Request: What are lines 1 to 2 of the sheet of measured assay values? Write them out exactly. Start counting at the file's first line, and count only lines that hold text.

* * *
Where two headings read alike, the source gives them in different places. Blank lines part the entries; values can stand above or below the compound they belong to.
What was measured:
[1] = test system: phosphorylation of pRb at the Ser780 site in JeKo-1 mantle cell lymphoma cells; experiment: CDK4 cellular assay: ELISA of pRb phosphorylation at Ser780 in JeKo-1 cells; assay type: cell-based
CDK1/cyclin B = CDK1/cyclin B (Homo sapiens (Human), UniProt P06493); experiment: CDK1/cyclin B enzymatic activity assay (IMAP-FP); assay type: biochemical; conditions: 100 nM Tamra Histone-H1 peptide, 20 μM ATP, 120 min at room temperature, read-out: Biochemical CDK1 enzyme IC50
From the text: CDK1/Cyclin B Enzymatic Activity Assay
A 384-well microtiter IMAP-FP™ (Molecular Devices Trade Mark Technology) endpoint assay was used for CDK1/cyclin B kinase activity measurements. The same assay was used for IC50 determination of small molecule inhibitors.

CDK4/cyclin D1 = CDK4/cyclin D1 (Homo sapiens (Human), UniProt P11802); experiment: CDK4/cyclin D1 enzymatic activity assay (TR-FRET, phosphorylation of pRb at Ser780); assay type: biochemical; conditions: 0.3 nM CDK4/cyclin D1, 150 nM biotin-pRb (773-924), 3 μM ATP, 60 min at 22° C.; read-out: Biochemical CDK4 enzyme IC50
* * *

Where two headings read alike, the source gives them in different places. Blank lines part the entries; values can stand above or below the compound they belong to.
What was measured: